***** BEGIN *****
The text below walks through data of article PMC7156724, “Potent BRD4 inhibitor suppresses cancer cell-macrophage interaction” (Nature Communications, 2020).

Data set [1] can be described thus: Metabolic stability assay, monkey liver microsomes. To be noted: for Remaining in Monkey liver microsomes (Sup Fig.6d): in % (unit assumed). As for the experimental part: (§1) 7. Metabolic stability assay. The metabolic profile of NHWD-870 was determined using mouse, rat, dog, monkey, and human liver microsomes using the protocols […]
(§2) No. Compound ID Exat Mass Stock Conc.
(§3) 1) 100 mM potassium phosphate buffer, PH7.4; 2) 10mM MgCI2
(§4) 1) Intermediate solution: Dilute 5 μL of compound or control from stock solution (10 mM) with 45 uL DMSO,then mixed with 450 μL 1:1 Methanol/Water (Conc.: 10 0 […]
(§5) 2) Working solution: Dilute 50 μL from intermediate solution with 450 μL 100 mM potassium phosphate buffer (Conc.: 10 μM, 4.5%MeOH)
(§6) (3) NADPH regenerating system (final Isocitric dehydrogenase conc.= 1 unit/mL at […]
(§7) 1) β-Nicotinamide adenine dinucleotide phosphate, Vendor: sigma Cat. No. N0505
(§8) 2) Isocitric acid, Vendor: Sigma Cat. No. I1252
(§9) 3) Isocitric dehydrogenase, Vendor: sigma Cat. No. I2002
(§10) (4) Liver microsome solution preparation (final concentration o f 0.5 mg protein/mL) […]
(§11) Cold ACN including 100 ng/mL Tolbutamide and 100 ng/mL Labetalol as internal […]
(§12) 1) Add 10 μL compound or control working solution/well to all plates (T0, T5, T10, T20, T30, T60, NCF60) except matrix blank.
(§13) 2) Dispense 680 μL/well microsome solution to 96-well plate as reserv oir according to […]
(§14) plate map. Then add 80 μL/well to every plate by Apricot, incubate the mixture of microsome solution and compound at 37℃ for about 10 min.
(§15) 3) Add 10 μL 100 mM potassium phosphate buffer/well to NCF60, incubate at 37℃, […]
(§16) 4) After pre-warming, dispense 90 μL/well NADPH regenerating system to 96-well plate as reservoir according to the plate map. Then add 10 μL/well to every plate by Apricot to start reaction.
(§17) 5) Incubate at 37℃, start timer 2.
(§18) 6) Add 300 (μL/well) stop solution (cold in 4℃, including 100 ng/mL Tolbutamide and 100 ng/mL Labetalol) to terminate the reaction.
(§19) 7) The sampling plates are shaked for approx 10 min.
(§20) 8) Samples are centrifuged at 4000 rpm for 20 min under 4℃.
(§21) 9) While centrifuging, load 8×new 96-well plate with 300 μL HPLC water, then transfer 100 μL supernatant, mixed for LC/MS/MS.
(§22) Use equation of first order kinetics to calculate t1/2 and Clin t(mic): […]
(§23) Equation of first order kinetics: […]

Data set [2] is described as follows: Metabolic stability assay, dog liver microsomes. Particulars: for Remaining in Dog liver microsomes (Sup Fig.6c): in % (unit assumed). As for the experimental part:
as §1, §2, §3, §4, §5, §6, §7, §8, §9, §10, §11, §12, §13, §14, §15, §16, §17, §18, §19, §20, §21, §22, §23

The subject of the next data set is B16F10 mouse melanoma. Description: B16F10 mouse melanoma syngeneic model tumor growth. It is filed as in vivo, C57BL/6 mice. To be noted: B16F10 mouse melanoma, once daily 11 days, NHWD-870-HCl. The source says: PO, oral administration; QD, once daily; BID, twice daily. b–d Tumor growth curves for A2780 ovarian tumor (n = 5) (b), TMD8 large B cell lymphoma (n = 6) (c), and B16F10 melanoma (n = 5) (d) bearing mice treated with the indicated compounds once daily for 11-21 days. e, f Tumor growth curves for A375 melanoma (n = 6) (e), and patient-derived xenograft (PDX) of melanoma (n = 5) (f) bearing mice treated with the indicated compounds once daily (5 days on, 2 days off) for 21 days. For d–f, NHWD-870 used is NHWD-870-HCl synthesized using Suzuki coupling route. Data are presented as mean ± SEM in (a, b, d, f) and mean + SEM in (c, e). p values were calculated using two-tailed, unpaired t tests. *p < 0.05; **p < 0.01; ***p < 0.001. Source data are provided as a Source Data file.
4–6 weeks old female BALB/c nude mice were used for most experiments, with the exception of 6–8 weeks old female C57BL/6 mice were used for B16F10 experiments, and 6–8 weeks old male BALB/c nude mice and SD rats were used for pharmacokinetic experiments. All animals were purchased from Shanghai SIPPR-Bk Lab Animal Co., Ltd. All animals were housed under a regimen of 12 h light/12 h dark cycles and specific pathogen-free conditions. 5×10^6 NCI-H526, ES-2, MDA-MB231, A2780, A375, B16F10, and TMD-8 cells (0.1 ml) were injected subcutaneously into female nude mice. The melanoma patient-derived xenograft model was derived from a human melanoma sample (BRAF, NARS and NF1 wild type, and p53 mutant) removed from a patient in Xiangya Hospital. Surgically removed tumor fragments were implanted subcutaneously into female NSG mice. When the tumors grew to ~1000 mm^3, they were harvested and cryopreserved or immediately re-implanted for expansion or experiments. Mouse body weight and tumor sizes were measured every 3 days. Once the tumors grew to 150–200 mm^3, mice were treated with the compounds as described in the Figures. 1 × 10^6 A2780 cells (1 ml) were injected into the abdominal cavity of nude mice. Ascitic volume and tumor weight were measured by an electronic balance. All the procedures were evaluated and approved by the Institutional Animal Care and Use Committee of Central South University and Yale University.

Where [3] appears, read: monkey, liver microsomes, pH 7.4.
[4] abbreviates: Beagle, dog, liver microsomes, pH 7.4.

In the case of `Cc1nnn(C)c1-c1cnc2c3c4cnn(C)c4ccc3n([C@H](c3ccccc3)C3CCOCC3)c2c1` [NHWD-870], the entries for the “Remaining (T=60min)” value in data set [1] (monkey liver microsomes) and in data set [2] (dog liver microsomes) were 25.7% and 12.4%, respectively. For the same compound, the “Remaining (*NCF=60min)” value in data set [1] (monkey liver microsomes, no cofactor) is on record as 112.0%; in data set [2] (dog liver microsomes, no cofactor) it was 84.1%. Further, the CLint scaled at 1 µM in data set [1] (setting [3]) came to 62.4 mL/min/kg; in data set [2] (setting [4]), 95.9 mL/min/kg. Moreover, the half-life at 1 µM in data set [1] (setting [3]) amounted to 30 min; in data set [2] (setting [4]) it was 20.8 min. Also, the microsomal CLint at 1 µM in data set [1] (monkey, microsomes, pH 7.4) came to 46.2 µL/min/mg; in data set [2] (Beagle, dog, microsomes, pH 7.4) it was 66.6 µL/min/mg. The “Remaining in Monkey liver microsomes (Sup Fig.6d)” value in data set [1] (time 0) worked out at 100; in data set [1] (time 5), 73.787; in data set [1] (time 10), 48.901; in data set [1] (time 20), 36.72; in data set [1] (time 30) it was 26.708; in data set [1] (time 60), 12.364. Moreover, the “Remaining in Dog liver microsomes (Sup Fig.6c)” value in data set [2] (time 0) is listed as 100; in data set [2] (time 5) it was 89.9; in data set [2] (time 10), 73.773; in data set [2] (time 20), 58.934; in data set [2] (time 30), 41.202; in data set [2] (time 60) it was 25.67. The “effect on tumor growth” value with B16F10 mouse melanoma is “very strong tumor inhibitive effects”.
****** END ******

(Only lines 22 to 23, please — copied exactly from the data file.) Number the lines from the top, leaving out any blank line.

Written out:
(§21) 9) While centrifuging, load 8×new 96-well plate with 300 μL HPLC water, then transfer 100 μL supernatant, mixed for LC/MS/MS.
(§22) Use equation of first order kinetics to calculate t1/2 and Clin t(mic): […]